Microbial fuel cells
Microbial fuel cells use bacteria to convert organic waste into electricity. The microbes live on the surface of an electrode and transfer electrons onto it, ultimately creating a current.
Fundamental to the functioning of a microbial fuel cell is the formation of highly specialised bacterial biofilms on the electrode surface.
While many different bacterial species have been found to associate with electrodes, to date only a few have been isolated in pure culture with the ability to produce a high current density. One such species, Geobacter sulfurreducens, is speculated to form an electrical conductive biofilm capable of electron transfer across a considerable distance greater than 50 µm. The mechanisms for electron transfer across such distances are only just being understood and may involve a matrix of bacterially produced nanowires and/or c-type cytochromes, but limited due to proton accumulation. Evolutionary and genetic engineering studies are now being employed to increase power output on a per cell basis with differing degrees of success.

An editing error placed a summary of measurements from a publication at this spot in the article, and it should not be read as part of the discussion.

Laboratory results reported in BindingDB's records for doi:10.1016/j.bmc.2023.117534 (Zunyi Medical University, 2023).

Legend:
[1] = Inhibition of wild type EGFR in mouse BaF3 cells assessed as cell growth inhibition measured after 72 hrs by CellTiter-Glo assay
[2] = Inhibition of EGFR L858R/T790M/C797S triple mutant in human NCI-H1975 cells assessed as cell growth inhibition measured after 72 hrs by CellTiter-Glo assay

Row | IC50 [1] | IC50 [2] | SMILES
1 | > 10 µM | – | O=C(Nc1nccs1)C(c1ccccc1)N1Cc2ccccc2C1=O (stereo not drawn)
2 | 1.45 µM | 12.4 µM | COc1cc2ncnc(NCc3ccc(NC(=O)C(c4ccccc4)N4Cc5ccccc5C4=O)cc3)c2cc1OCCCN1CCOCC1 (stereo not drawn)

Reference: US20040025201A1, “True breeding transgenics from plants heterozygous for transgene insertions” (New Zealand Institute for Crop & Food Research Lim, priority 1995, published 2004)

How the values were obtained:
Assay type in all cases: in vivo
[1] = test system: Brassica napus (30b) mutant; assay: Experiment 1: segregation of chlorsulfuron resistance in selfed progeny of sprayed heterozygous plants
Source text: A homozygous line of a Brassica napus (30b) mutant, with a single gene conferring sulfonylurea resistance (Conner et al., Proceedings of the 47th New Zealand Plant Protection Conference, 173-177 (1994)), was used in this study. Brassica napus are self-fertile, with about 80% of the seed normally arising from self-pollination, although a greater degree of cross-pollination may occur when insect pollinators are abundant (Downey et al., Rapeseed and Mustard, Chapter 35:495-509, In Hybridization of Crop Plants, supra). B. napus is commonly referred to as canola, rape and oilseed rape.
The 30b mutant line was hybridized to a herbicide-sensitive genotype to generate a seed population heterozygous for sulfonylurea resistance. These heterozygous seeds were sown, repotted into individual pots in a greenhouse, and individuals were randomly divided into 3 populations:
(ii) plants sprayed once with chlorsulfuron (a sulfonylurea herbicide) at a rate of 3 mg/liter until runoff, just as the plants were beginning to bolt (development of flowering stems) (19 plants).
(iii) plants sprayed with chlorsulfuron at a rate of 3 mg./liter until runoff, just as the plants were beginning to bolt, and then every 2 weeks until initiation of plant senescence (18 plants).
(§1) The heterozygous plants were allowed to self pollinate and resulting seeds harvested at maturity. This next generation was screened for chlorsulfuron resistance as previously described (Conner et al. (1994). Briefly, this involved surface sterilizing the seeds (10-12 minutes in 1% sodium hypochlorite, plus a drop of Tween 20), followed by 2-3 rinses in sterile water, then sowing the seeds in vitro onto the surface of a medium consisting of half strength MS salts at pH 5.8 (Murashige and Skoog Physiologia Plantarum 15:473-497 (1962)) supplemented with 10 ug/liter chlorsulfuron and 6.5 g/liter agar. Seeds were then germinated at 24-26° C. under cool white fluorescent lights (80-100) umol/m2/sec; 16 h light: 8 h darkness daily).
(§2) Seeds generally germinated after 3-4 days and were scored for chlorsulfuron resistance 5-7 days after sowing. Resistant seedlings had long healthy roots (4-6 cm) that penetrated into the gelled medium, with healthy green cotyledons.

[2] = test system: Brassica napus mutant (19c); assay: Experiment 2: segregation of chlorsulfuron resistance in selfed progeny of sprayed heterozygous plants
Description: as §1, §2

Further reading on microbial fuel cells
Angelaalincy Maria Joseph, Navanietha Krishnaraj Rathinam, Shakambari Ganeshan, Ashokkumar Balasubramaniem, Kathiresan Shanmugam, Varalakshmi Perumal. Biofilm Engineering Approaches for Improving the Performance of Microbial Fuel Cells and Bioelectrochemical Systems. Frontiers in Energy Research, Volume 6, page 63, 2018. https://www.frontiersin.org/article/10.3389/fenrg.2018.00063.
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